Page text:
TASTES, COLLECTIONS AND VIDEO TAPES
25 SEP 2008 – 11 JAN 2009
TASTES, COLLECTIONS AND VIDEO TAPES is an exhibition featuring 22 video works by 21 artists, all of them belonging either to the Contemporary Art Collection of the Regional Government of Madrid or other private collections in Madrid specialising in this medium.
Nicolas Bourriaud: “Nowadays, some works are time-specific, just as in the Sixties they began to be site-specific. The world has become a giant hard drive crammed with the images we take with any one of the numerous devices that allow us to record and keep them. Our daily reality is fashioned from these images or, as Derrida would have said, spectres".
The development and promotion of video art has been catapulted by the new
low-cost – and widely distributed – technologies that have helped to publicise it in a much easier way even than going to see exhibitions: namely, at home, on the pc, when we have some time to spare. In the course of a few short years, video has escaped the constraints of the restricted and specialised field of contemporary art to become a universal medium. The internet has provided a dramatic impetus for this creative medium in that it allows works to be viewed immediately, on the spot, in files available online. Is this process – so widespread that it runs the risk of becoming banal – beneficial to video art? Does it improve our understanding of contemporary society? Does it enable us to engage with the artist and his ideas? It is not only a new aesthetic, it is the democratisation of the image.
Until a few years ago, working with video was very costly: a camera was a luxury item for students. Nowadays it is clearly much cheaper and a medium that many artists can take up without having to think twice about it. Meanwhile, making pieces with high production costs, almost on a par with those in the film world, is beginning to be a standard procedure in video art.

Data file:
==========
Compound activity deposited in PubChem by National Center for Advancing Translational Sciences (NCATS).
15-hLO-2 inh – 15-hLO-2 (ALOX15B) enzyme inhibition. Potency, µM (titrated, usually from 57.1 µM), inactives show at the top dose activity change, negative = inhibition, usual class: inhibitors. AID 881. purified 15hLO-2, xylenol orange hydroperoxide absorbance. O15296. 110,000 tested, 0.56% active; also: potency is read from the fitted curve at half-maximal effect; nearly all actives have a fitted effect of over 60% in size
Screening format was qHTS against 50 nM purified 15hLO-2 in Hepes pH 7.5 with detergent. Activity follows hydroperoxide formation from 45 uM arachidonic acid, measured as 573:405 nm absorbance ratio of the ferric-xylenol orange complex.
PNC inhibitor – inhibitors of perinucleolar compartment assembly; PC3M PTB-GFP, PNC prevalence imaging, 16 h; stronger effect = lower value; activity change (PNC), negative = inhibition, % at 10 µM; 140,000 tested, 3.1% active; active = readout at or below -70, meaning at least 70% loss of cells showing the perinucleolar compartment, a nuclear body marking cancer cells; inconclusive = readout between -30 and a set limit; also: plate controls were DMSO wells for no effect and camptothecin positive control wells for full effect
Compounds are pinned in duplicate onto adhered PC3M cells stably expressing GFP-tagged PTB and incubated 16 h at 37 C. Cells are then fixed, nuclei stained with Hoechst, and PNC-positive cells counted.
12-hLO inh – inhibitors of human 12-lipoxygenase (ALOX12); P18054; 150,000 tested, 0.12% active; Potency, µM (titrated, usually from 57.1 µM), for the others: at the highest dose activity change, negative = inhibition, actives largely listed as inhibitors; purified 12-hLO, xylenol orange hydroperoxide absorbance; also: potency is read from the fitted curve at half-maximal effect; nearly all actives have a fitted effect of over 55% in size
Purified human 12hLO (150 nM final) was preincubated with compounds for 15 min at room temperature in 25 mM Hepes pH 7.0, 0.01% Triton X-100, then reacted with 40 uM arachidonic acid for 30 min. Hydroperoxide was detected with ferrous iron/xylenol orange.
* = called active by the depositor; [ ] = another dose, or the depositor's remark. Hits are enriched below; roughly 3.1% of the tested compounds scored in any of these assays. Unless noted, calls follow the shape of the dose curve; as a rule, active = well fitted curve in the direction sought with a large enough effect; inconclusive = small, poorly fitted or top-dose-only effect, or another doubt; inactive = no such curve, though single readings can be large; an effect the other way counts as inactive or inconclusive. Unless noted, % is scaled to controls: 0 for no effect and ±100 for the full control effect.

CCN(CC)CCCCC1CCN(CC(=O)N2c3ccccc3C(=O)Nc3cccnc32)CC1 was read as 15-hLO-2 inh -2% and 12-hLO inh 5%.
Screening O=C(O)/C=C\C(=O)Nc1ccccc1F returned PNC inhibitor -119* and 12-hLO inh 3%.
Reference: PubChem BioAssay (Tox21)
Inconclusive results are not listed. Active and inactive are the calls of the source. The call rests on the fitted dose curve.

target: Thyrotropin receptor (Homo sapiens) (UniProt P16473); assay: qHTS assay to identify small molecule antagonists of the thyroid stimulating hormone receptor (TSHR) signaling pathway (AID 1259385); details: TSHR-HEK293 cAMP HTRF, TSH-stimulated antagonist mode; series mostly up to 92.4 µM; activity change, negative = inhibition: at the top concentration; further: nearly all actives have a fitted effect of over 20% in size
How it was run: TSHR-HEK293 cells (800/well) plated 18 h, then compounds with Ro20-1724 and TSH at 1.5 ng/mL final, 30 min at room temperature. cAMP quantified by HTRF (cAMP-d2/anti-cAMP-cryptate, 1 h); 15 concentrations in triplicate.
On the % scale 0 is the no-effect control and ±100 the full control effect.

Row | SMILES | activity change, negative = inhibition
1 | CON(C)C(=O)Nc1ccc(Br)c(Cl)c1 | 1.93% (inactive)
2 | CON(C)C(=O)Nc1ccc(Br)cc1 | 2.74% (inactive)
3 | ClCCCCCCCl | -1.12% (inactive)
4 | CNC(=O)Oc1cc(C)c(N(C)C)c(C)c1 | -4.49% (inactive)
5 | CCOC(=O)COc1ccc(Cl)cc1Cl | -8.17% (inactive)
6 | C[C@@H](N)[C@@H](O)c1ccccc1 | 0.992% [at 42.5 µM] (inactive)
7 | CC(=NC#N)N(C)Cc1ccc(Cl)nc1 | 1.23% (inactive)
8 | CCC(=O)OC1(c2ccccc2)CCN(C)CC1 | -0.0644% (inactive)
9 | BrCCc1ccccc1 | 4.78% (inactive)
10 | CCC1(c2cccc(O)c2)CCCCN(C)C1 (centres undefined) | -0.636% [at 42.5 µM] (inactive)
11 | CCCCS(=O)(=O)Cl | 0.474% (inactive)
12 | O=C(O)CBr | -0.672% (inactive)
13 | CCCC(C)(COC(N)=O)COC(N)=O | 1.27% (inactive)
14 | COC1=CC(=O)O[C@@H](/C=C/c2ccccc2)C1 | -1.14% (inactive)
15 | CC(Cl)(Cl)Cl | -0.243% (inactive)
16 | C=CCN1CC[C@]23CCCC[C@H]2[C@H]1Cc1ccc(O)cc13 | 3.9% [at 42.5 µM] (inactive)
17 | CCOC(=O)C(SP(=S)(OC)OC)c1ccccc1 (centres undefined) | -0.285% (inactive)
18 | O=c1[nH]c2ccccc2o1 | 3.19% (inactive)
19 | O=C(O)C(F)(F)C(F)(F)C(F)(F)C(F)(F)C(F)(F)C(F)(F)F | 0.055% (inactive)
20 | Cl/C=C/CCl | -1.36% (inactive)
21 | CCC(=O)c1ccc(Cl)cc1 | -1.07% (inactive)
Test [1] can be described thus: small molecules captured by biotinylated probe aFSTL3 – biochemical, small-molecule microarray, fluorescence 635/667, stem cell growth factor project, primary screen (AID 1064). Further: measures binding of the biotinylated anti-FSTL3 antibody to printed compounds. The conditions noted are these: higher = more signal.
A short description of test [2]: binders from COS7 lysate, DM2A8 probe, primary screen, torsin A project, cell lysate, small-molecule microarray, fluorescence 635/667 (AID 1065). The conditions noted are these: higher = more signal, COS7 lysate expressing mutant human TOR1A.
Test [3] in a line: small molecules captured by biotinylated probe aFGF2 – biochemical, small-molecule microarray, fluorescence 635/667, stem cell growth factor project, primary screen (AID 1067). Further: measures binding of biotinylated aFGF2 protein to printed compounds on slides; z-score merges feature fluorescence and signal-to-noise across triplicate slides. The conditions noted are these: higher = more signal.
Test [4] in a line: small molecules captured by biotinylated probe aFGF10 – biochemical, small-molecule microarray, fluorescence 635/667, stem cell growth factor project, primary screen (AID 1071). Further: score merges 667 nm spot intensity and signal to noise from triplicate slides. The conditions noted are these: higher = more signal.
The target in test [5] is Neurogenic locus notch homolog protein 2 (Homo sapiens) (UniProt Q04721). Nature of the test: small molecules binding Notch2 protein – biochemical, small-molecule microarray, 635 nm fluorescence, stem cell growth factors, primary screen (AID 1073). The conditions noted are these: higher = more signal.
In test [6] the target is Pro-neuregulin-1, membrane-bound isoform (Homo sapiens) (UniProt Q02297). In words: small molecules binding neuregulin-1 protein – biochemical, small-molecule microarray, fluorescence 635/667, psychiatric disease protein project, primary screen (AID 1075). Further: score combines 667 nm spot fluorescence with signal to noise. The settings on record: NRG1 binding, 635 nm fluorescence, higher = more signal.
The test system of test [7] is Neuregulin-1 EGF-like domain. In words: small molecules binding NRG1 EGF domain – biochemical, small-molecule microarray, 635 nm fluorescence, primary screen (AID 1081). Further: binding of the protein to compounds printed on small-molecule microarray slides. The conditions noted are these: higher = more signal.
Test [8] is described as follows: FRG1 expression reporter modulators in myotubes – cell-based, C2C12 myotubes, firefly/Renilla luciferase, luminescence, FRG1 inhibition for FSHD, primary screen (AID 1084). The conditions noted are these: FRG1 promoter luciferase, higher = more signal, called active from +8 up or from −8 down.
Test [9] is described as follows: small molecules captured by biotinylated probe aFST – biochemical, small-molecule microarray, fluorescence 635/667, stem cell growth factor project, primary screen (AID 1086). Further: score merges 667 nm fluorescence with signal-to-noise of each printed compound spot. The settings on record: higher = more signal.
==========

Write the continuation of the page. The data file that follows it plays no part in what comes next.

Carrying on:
Artists look back at what has happened throughout history in order to work forwards. However, in the case of video artists, for the first time we are seeing that they are probably studying the history of film rather than the history of art; that some of them are more interested in film than art, and that their masters come from a different genre - cinematography - which in video creation fuses with art. Julian Rosefeldt explains it as follows: “I prefer working with film in the context of art, because you have so much more freedom".
This exhibition brings together a selection of artists – both national and international – whose works represent a broad spectrum of aesthetic languages and, as a collection of samples, definitively characterise the current evolution of contemporary video art. The works are grouped for display under three thematic headings: “Domestic Landscapes and Other Interiors”, “On the Streets of the World”, and “Cultural Exchanges”.
Domestic Landscapes and Other Interiors
Terry Berkowitz & Pawel Wojtasik, Three Chimneys, 2006, 4'03''
Nuria Carrasco, ¿Quién eres?, 2004, 10'
Cao Guimaraes, Da janela do meu quarto, 2004, 5'
Hans Hemmert, The Handbag, 2002, 43’’
Zilla Leutenegger, Nostigels, 2003, 4’
Thiago Rocha Pitta, Herança, 2007, 11’
Hiraki Sawa, 8 Minutes, 2005, 8’49’’
Fiona Tan, Rain, 2001, 1’50’’
On the Streets of the World
Jennifer Allora & Guillermo Calzadilla, Signs Facing the Sky, 2005, 2’23’’
Alex Campoy, Boomerang, 2004, 6'35''
Filipa César, Berlin Zoo Part 02, 2001-2003, 5’37’’
Willie Doherty, Control Zone, 1999, 32’2’’
Francesco Jodice, Sao Paulo Citytellers, 2006, 48'
Yoshua Okon, Poli IV (Oríllese a la orilla), 1999, 3’
Robin Rhode, The Storyteller, 2006, 13’18’’
Jennifer Allora & Guillermo Calzadilla, Sweat Glands, Sweat Lands, 2006, 2’27’’
Isaac Julien, True North, 2004, 14´40”
Kaoru Katayama, Technocharro, 2004, 5’35’’
Christian Marclay, Guitar Drag, 2000, 14’
Aernout Mik, Middlemen, 2001, 21’29’’
Jill Miller, I am making Art too, 2003, 3'
Julian Rosefeldt, Lonely Planet, 2006. 16’18’’
Contemporary Art Collection of the Regional Government of Madrid
Helga de Alvear